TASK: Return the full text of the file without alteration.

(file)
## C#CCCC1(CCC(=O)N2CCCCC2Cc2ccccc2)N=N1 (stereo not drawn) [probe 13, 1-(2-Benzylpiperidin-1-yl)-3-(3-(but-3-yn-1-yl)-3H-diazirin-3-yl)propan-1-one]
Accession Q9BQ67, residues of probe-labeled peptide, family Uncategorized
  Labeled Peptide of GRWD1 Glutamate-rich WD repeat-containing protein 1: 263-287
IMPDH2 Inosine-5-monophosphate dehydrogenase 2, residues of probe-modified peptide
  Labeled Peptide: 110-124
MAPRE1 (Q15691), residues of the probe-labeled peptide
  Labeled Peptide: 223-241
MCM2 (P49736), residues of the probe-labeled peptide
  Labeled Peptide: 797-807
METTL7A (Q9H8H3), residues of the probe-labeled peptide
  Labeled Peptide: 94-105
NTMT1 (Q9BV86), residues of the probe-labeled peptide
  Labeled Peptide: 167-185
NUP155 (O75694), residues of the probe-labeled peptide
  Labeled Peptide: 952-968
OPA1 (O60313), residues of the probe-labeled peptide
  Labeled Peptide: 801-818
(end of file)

## C#CCCC1(CCC(=O)N2CCCCC2Cc2ccccc2)N=N1 (stereo not drawn) [probe 13, 1-(2-Benzylpiperidin-1-yl)-3-(3-(but-3-yn-1-yl)-3H-diazirin-3-yl)propan-1-one]
Accession Q9BQ67, residues of probe-labeled peptide, family Uncategorized
  Labeled Peptide of GRWD1 Glutamate-rich WD repeat-containing protein 1: 263-287
IMPDH2 Inosine-5-monophosphate dehydrogenase 2, residues of probe-modified peptide
  Labeled Peptide: 110-124
MAPRE1 (Q15691), residues of the probe-labeled peptide
  Labeled Peptide: 223-241
MCM2 (P49736), residues of the probe-labeled peptide
  Labeled Peptide: 797-807
METTL7A (Q9H8H3), residues of the probe-labeled peptide
  Labeled Peptide: 94-105
NTMT1 (Q9BV86), residues of the probe-labeled peptide
  Labeled Peptide: 167-185
NUP155 (O75694), residues of the probe-labeled peptide
  Labeled Peptide: 952-968
OPA1 (O60313), residues of the probe-labeled peptide
  Labeled Peptide: 801-818